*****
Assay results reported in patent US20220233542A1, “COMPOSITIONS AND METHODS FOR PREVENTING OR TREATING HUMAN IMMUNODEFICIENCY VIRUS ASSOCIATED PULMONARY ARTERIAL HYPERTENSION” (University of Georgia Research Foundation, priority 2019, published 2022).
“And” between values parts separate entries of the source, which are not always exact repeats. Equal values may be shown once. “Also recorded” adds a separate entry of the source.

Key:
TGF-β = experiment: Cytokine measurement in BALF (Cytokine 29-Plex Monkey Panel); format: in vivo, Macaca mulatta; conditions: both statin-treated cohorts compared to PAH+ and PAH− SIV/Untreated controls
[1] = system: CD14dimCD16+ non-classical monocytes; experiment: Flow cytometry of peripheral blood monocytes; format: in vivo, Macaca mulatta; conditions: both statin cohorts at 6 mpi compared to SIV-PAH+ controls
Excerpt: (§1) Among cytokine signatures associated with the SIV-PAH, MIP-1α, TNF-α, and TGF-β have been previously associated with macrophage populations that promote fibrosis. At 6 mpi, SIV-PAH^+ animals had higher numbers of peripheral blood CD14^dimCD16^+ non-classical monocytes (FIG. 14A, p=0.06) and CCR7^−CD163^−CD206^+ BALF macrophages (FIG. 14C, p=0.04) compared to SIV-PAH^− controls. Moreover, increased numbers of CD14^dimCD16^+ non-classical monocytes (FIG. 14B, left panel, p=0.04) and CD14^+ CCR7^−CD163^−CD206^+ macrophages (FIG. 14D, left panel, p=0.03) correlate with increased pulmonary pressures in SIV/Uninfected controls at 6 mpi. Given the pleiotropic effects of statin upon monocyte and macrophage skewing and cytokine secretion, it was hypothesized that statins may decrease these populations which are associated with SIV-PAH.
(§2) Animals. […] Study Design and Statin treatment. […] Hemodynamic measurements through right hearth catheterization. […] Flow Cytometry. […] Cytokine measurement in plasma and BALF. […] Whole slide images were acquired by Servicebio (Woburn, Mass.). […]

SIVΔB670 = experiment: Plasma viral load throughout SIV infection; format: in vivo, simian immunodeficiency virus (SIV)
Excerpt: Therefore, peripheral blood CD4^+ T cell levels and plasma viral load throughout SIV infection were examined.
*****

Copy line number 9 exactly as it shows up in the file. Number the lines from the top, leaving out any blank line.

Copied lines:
Excerpt: Therefore, peripheral blood CD4^+ T cell levels and plasma viral load throughout SIV infection were examined.